Stress is the emotional and physical strain caused by our response to pressure from the outside world. It is almost impossible to live without some stress and for most of us a certain amount of stress gives a sense of excitement, incentive and enables us to achieve. If however stress becomes out of control, it may harm our health, relationships and enjoyment of life. Common stress reactions, when things get too much can be mental, such as tension, irritability, inability to concentrate, feeling tired all the time and having trouble sleeping.
We may also suffer physical symptoms such as headache, feeling sick, tightening of muscles which might lead to pain, visiting the toilet frequently. Different reactions vary from person to person.
Over-eating, drinking, smoking, drug abuse and other addictions can be a symptom of stress. They allow a temporary escape, but do not solve the underlying problem. If you are suffering from stress there are many self-help techniques you can try, Google: ‘suffering from stress’, for some ideas to try can try or of course speak to your doctor.
The NHS Direct definition of stress is as follows:
What is Stress
Stress is the way that you feel when pressure is placed on you. A little bit of pressure can be quite productive, give you motivation, and help you to perform better at something.
However, too much pressure, or prolonged pressure, can lead to stress, which is unhealthy for both the mind and body. Everyone reacts differently to stress, and some people may have a higher threshold than others. Too much stress often leads to physical, mental, and emotional problems.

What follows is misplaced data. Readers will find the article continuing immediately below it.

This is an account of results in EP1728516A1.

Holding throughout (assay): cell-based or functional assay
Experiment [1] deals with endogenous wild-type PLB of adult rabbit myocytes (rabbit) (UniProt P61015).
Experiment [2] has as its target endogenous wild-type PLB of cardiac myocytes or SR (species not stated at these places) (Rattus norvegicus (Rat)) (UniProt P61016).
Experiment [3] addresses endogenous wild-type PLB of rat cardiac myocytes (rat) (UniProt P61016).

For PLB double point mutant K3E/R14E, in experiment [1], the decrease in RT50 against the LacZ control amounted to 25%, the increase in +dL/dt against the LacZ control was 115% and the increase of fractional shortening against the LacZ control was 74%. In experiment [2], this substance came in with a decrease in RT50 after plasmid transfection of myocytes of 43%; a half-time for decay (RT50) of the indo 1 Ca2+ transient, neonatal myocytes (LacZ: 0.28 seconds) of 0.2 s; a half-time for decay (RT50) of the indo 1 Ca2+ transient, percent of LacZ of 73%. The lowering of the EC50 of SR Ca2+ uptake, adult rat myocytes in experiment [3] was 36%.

In the UK, anxiety and depression are the most common mental health problems, and the majority of cases are caused by stress. Research by mental health charities also suggests that a quarter of the population will have a mental health problem at some point in their lives.
When faced with a situation that makes you stressed, your body releases chemicals, including cortisol, adrenaline, and noradrenaline. These invoke the 'fight or flight' feelings that help us to deal with the situation. However, when you are in a situation that prevents you from fighting, or escaping, such as being on an overcrowded train, these chemicals are not used.
If the chemicals that are released during stressful situations build up from not being used, their effects are felt by the body. A build-up of adrenaline and noradrenaline increases blood pressure, heart rate, and the amount that you sweat. Cortisol prevents your immune system from functioning properly, as well as releasing fat and sugar into your blood stream.
Combat Stress is an ex-Service society which provides support to those of have suffered injury of the mind.
Another useful site might be the Counselling Directory
See also Mental Health